While North America creaks in the throes of a seeping, penetrating cold snap rare in its intensity, sights like a frozen pond in North Carolina push me down the zip line of memory to my childhood playing hockey on ponds in Wisconsin.
Every culture has rites of passage and one of them for me was opening a gift to find my first pair of ice skates on a Christmas morning. I couldn’t wait to slip on my coat and boots, slosh through the snow, slide under the fence and slog over to the wide spot in the creek to teach myself to skate. How hard could it be?
My parents stayed in the warm house and simply urged me to be sure the ice was thick enough to support my sisters and me. Well, how thick is safe?
And how do I determine thickness?
With an ax we chopped a hole close enough to the edge that we could leap to solid ground if the ice was too thin. Hmm, seemed safe. After a few tentative steps toward the middle, listening for ominous cracking, then some cautious jumps up and down without falling through, we were certain.
I discovered it is very difficult to stand up on ice skates. But my ankles lasted long enough to encourage me and we later frequented a much larger pond. Some winters it would snow during the first deep freeze, leaving the surface crunchy and worthless for skating.
On good years my buddies Dennis, Jay and I would shovel off a large area, tie magazines around our shins to protect them from whacks and play some hockey. Usually we were so tired from shoveling that the eventual hockey game was short.
When other kids found our snow-free patch of pond, they quickly gathered to take advantage, a theft of our labor we greatly resented.
If the ice was really thick we could use a tractor and blade to clear rink space. One winter our neighbor took us onto the pond in his car. We spun around totally out of control – but relatively safe – sliding effortless and quietly across the flat, clear ice.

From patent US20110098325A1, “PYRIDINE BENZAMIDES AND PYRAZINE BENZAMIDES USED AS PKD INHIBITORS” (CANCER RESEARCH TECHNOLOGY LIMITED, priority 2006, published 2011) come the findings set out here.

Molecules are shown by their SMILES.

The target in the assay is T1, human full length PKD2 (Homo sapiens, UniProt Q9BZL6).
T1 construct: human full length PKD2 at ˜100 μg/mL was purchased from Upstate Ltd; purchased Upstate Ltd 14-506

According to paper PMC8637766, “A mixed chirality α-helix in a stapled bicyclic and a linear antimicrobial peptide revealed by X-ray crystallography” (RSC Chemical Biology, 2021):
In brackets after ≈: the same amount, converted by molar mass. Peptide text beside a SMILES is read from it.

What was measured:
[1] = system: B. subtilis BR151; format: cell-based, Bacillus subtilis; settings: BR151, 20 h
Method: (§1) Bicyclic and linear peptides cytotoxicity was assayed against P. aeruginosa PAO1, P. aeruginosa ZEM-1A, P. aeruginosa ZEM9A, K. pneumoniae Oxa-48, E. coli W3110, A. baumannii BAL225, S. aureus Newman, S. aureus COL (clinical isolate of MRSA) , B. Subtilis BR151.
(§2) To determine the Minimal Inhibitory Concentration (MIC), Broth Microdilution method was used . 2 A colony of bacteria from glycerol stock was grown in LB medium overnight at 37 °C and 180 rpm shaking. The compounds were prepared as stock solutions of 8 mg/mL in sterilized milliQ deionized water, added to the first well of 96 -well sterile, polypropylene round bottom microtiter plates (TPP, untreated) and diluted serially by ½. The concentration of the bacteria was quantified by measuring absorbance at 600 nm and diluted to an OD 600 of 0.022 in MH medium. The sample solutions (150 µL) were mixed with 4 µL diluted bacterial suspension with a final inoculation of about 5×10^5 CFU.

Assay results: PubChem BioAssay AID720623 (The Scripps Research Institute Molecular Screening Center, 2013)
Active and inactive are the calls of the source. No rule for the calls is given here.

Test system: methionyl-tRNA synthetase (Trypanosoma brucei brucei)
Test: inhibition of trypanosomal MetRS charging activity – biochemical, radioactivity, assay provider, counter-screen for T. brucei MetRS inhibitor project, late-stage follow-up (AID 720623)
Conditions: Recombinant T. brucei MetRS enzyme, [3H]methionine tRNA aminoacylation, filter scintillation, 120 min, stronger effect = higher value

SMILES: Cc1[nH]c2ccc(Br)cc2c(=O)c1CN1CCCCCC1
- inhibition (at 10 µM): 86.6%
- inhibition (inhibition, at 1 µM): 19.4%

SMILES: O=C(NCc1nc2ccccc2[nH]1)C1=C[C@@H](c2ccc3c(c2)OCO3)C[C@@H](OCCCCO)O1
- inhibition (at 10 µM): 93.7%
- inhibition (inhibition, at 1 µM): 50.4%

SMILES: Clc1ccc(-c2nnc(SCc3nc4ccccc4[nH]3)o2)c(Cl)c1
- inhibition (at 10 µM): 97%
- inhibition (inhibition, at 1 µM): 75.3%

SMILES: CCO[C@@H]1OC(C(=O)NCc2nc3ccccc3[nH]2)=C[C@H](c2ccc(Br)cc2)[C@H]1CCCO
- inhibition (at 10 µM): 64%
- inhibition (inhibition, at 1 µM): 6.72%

In the winter of the really big freeze, it was far too cold to be outside for anything other than emergencies. My dad drove a fuel truck then for the local farmer’s cooperative. Of course, people were running out of heating fuel faster than normal and way ahead of schedule. So dad suffered through enormously long days in -50 degree wind chill.
I’m amazed his truck would start on those mornings. He kept it sheltered between sheds but the engine still screeched and complained when asked to turn over. Lubrication hardened in the oil pan, so metal rubbed metal briefly, creating the ruckus.
Temperatures like that freeze your nose hairs and crystallize your breath into icicles on your eyelashes. It’s literally too cold to snow.
But when it did snow we wrapped chains around the tires for traction. Snowplows shoved snow off the roads, filling up ditches. When the ditches were full snow blowers spewed snow over the top creating walls of heavy drifts. Driving was as if through a tunnel and intersections became exercises in risk management.
Of course the snow of memories is always deeper; the temperatures always colder; circumstances always more dire. My dad remembers working for a dairyman who could not afford a milk bucket. So dad had to ferry milk from the barn to the dairy one handful at a time; uphill; both ways.
I suspect our children’s eventual memories of how they survived the deep freeze of 2015 will grow with time and fill their children with awe over how they foiled fear and fate and survived in the face of all odds.